She was inspired by stories of local heroes, including her cousin, Virginia Sweet, who was a WASP pilot and pioneer female aviator who flew 52 types of military aircraft during World War II and the Korean War.

“Patti’s father, family and community members who courageously answered the country’s call in the time of need became the foundation for her purposeful life journey in the nursing profession,” her biography reads.

As her father recovered from his war wounds at a VA Hospital, little “Patti” Taylor lent a hand in her father’s ward, fetching glasses of water for patients and running other errands.

Taylor joined the ranks just out of high school, entering the Army as a medic in 1964. As a member of the Army Nurse Corps, she served during the Vietnam War era, Operation Desert Shield and Operation Desert Storm.

While stationed at Fort Lewis, Taylor completed her bachelor’s degree in nursing in 1993 at UW Tacoma, and then earned her master of nursing degree from the UW Seattle campus in 1996. She was presented with the Outstanding Humanitarian Award from the UW the same year she earned her master’s. Later, she went on to earn a post-master’s nurse certificate from Pacific Lutheran University.

After retiring from the Army in 2002, Taylor started work as a clinical nurse specialist in the Liver Transplant Unit at Ronald Reagan UCLA Medical Center. She became a lecturer at the UCLA School of Nursing in 2008 and earned the 2016 DAISY Faculty Award, a national honor given to nursing faculty for excellence in teaching.

During her time at UCLA, Taylor also volunteered as a nurse case manager for Operation Mend. She coordinated care for each veteran during surgery and recovery, and extended her support to their families as well, even planning birthday parties and special activities for their children. She also began a tradition of gifting each Operation Mend veteran with a handmade “quilt of valor,” a practice that continues today even though Taylor has officially retired.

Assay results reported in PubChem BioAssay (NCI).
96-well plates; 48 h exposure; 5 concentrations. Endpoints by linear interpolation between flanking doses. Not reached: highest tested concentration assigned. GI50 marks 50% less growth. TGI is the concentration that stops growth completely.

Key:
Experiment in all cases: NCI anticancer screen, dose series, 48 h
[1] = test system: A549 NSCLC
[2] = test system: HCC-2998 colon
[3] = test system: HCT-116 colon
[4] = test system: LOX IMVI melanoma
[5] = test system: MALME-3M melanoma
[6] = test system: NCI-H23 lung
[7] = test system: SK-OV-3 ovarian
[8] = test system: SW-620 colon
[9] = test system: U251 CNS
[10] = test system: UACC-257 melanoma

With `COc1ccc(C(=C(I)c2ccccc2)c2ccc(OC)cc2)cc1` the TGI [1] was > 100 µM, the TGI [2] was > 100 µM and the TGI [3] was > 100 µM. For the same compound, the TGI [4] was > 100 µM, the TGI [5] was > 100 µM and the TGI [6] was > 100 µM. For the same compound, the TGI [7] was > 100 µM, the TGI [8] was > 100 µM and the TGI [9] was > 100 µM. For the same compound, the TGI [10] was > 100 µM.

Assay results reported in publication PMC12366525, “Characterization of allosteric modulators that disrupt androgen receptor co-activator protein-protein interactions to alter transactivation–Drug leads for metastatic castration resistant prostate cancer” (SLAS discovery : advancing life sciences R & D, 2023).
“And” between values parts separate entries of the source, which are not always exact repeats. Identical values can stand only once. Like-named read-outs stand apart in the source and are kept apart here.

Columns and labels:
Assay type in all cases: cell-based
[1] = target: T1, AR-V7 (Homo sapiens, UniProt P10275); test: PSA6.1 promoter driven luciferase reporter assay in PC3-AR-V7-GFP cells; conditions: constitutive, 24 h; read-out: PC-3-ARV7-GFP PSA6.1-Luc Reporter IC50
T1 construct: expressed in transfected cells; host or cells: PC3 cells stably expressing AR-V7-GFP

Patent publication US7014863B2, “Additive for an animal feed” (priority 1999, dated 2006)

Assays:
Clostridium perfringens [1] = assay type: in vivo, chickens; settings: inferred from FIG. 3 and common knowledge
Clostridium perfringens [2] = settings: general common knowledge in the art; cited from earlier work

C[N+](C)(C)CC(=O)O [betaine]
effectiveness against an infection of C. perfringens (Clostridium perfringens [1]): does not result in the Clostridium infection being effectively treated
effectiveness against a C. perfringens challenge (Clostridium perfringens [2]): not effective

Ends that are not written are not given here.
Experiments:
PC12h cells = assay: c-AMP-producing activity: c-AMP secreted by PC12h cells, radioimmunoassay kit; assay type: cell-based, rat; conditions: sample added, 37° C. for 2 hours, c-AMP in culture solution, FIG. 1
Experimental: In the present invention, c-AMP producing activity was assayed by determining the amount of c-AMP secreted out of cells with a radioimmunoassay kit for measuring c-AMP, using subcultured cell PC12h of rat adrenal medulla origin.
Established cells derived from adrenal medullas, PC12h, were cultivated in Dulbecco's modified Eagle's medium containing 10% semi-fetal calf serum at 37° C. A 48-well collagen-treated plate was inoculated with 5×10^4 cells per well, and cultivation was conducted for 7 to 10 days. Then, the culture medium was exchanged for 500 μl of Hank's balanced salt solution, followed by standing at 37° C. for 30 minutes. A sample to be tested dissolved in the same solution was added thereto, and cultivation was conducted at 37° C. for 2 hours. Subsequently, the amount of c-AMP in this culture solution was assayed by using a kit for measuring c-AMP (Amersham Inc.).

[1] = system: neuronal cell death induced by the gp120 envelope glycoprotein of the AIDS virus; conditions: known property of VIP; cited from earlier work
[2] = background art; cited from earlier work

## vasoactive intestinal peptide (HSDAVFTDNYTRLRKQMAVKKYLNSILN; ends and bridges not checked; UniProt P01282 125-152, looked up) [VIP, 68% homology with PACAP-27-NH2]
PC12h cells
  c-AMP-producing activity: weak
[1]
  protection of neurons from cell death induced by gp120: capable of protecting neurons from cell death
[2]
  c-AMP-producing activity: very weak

Taylor said she was thrilled to learn she was to receive her university’s 2018 Distinguished Alumni Veteran Award.

“I was overwhelmed and flabergasted,” she said.

She noted that less than 1 percent of the nation’s population is responsible for the protection of the nation. And she said that responsibility doesn’t evaporate once the veteran comes home. Taylor said that being a veteran nowadays is an awesome responsibility that carries with it a dual built-in role.

“Veterans have to take care of veterans and also the community,” she said.

Taylor said she is very proud of her university because it even has a “Department of Veterans,” and truly cares about veterans and their needs.

“Oh my gosh,” she said. “I can’t tell you how the University of Washington has embraced returning veterans.”

She expressed a desire for other colleges to do the same, and said that many veteran issues could be resolved if more civilians cared as much as her university.

Taylor also says education is the key to keeping veterans on track in their lives.

Michael Anich covers Johnstown and Fulton County news. He can be reached at [email protected]

By Kerry Minor